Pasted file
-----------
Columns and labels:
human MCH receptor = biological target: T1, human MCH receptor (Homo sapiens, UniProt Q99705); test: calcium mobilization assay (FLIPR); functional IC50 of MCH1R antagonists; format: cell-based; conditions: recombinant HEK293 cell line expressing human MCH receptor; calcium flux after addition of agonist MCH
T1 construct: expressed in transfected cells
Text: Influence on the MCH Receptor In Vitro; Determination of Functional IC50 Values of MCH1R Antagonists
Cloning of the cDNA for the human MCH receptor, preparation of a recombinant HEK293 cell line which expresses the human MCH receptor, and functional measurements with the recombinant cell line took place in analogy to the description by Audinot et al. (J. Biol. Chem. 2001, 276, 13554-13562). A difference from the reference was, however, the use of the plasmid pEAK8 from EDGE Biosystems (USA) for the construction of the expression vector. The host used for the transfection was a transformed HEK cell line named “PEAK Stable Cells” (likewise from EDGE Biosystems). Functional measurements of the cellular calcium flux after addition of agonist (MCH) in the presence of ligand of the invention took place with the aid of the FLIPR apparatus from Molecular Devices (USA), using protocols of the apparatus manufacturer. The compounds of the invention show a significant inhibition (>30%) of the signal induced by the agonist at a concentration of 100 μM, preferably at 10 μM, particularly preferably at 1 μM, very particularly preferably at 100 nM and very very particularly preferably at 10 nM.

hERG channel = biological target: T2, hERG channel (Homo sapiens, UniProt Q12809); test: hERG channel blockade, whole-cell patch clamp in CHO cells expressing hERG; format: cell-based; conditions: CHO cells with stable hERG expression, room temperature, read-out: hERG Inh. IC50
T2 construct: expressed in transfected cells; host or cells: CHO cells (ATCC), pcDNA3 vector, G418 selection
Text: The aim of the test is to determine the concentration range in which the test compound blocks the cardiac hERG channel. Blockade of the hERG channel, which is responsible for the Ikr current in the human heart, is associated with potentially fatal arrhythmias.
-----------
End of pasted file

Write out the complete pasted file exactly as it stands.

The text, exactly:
Columns and labels:
human MCH receptor = biological target: T1, human MCH receptor (Homo sapiens, UniProt Q99705); test: calcium mobilization assay (FLIPR); functional IC50 of MCH1R antagonists; format: cell-based; conditions: recombinant HEK293 cell line expressing human MCH receptor; calcium flux after addition of agonist MCH
T1 construct: expressed in transfected cells
Text: Influence on the MCH Receptor In Vitro; Determination of Functional IC50 Values of MCH1R Antagonists
Cloning of the cDNA for the human MCH receptor, preparation of a recombinant HEK293 cell line which expresses the human MCH receptor, and functional measurements with the recombinant cell line took place in analogy to the description by Audinot et al. (J. Biol. Chem. 2001, 276, 13554-13562). A difference from the reference was, however, the use of the plasmid pEAK8 from EDGE Biosystems (USA) for the construction of the expression vector. The host used for the transfection was a transformed HEK cell line named “PEAK Stable Cells” (likewise from EDGE Biosystems). Functional measurements of the cellular calcium flux after addition of agonist (MCH) in the presence of ligand of the invention took place with the aid of the FLIPR apparatus from Molecular Devices (USA), using protocols of the apparatus manufacturer. The compounds of the invention show a significant inhibition (>30%) of the signal induced by the agonist at a concentration of 100 μM, preferably at 10 μM, particularly preferably at 1 μM, very particularly preferably at 100 nM and very very particularly preferably at 10 nM.

hERG channel = biological target: T2, hERG channel (Homo sapiens, UniProt Q12809); test: hERG channel blockade, whole-cell patch clamp in CHO cells expressing hERG; format: cell-based; conditions: CHO cells with stable hERG expression, room temperature, read-out: hERG Inh. IC50
T2 construct: expressed in transfected cells; host or cells: CHO cells (ATCC), pcDNA3 vector, G418 selection
Text: The aim of the test is to determine the concentration range in which the test compound blocks the cardiac hERG channel. Blockade of the hERG channel, which is responsible for the Ikr current in the human heart, is associated with potentially fatal arrhythmias.